A guy getting shot wasn’t that big a deal. At least not the way Michael Mann saw it. That’s exactly why you go out and contract the Dominican military to guard your $135 million movie. Because you never know when a seemingly drunk-out-of-his-skull local is going to show up waving a pistola and demanding access to your set. It’s the way it goes sometimes: One minute you’re directing Jamie Foxx in sunny Santo Domingo, the next there’s a pop pop! and an ambulance is on the way. ”He was inebriated,” says the director, in the middle of back-to-back all-night editing sessions in Los Angeles, just weeks before the release of his new film. ”When they told him, ‘You can’t get on the set,’ the guy pulled his weapon and started firing. So they fired back.” Mann shrugs. ”It coulda happened on Sunset here in L.A.”
The shot from security hit the unwanted visitor in the side. He lived. But the movie still had a few more bullets to dodge. In fact, what should have been a total cupcake — a visionary director remaking his own classic TV show with a virtually unlimited budget and two highwattage stars — turned into a borderline-ridiculous struggle featuring terrorist syndicates, hurricanes, horrific injuries, technical disasters, and dead turtles.
Hell, some of it was even in the script.
Michael Mann looks tortured. But looming deadlines and complex marketing strategies aren’t what’s bothering him. It’s Phil Collins. The 63-year-old director — a coiled knot of edgy intelligence, long esteemed for films like Manhunter, Heat, and The Insider — has been going back and forth over where to use a cover of ”In the Air Tonight” by Nonpoint in his Miami Vice remake. Actually, he?s been trying to decide for weeks. The song goes in. It comes out. In again. Out. And the postproduction staff is starting to go a wee bit insane.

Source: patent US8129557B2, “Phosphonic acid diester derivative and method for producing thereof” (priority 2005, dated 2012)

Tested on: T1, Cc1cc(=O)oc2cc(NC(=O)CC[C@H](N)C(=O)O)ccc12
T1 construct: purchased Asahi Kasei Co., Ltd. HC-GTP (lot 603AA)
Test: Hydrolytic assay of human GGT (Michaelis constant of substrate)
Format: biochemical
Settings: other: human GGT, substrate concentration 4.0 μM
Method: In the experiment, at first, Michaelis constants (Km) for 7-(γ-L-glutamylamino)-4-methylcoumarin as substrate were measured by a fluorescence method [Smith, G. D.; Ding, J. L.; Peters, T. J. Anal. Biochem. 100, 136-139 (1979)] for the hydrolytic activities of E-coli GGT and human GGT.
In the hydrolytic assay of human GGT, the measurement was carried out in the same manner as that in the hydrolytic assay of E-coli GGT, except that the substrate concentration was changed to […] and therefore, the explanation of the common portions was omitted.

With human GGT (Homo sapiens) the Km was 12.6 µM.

”What do you think?” the notoriously detail-driven director asks his latest guinea pig, as one of his producers mouths a silent sigh. ”I kind of love it before the last battle, but the crew are all like, ‘Don?t do it!’ ”
A lot of people said the same thing about making the movie. Including Mann. Despite the fact that he executive-produced the original series — which boasted a splashy and surprisingly persistent cultural influence at the height of the Reagan era — Mann thought he’d left Miami Vice behind back in 1989, when it petered out in a legacy-annihilating haze of silly cameos, aliens, and bad fashion. (”The last years were crap,” he says now. ”I’m a bad executive producer. My attention span is two years.”) But that was before Jamie Foxx sidled up to him at Muhammad Ali’s birthday party in 2001.
”I go up and say, ‘Hey, man, you did that Miami Vice thing, right? Why are you playing around? You need to do Miami Vice: The Movie,’ ” says Foxx, who played cornerman Bundini Brown in Mann’s Ali. ”And he has an ominous presence. I was a baby petting a pit bull. The baby doesn’t know it’s a pit bull and the pit bull just growls.”
But the more Mann thought about it, the more it made sense. In its day, the Don Johnson?Philip Michael Thomas TV show was seriously dark stuff. Nihilistic. Tense. Cool. The director began doing research, taking meetings with deep undercover agents — squirrelly narcotics bookkeepers, hate-crime cops posing as gangbangers, white-supremacist-gang infiltrators — and his brain crackled. He started writing in 2004, and what came pouring out was an ultra-violent meditation on identity and duality that had almost nothing in common with the original series other than a location, a job description, and that Collins track. The plot was pure genre — following cops Sonny Crockett and Ricardo Tubbs as they wormed their way into an international crime syndicate — but it was all 21st-century, and dripping with the kind of bloody violence that never would have made it onto NBC in 1984. (If you’re hoping for white linen jackets and teased-to-the-heavens hair, put down this magazine and go rent The Wedding Singer instead.)